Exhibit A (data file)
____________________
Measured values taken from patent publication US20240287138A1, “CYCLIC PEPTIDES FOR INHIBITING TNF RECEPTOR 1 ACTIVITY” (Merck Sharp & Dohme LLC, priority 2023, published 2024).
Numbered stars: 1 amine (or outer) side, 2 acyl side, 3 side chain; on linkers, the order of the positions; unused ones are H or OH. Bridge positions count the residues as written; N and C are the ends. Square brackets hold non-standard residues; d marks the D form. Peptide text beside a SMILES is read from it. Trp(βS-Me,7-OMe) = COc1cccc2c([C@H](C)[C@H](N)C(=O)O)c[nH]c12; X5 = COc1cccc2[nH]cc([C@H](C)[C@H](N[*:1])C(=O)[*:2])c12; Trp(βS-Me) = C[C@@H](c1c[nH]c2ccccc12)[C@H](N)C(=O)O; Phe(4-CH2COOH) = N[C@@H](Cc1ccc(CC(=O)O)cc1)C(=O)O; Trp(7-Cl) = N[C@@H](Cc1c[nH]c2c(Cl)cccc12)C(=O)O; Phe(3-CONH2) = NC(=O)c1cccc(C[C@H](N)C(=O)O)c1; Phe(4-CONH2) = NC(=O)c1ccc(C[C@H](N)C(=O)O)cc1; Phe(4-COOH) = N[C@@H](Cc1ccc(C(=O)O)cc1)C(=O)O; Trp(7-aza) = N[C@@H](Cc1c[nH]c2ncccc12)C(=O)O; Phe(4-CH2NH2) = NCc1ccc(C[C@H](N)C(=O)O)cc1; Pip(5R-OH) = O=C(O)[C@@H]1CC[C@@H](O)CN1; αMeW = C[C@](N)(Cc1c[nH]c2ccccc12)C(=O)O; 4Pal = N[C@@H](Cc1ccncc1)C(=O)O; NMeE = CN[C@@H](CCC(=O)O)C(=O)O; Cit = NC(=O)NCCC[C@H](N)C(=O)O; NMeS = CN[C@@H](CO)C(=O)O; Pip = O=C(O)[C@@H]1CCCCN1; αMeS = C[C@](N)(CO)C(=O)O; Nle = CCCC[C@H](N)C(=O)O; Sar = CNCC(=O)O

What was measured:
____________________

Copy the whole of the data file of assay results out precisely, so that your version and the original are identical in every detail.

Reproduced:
Measured values taken from patent publication US20240287138A1, “CYCLIC PEPTIDES FOR INHIBITING TNF RECEPTOR 1 ACTIVITY” (Merck Sharp & Dohme LLC, priority 2023, published 2024).
Numbered stars: 1 amine (or outer) side, 2 acyl side, 3 side chain; on linkers, the order of the positions; unused ones are H or OH. Bridge positions count the residues as written; N and C are the ends. Square brackets hold non-standard residues; d marks the D form. Peptide text beside a SMILES is read from it. Trp(βS-Me,7-OMe) = COc1cccc2c([C@H](C)[C@H](N)C(=O)O)c[nH]c12; X5 = COc1cccc2[nH]cc([C@H](C)[C@H](N[*:1])C(=O)[*:2])c12; Trp(βS-Me) = C[C@@H](c1c[nH]c2ccccc12)[C@H](N)C(=O)O; Phe(4-CH2COOH) = N[C@@H](Cc1ccc(CC(=O)O)cc1)C(=O)O; Trp(7-Cl) = N[C@@H](Cc1c[nH]c2c(Cl)cccc12)C(=O)O; Phe(3-CONH2) = NC(=O)c1cccc(C[C@H](N)C(=O)O)c1; Phe(4-CONH2) = NC(=O)c1ccc(C[C@H](N)C(=O)O)cc1; Phe(4-COOH) = N[C@@H](Cc1ccc(C(=O)O)cc1)C(=O)O; Trp(7-aza) = N[C@@H](Cc1c[nH]c2ncccc12)C(=O)O; Phe(4-CH2NH2) = NCc1ccc(C[C@H](N)C(=O)O)cc1; Pip(5R-OH) = O=C(O)[C@@H]1CC[C@@H](O)CN1; αMeW = C[C@](N)(Cc1c[nH]c2ccccc12)C(=O)O; 4Pal = N[C@@H](Cc1ccncc1)C(=O)O; NMeE = CN[C@@H](CCC(=O)O)C(=O)O; Cit = NC(=O)NCCC[C@H](N)C(=O)O; NMeS = CN[C@@H](CO)C(=O)O; Pip = O=C(O)[C@@H]1CCCCN1; αMeS = C[C@](N)(CO)C(=O)O; Nle = CCCC[C@H](N)C(=O)O; Sar = CNCC(=O)O

What was measured: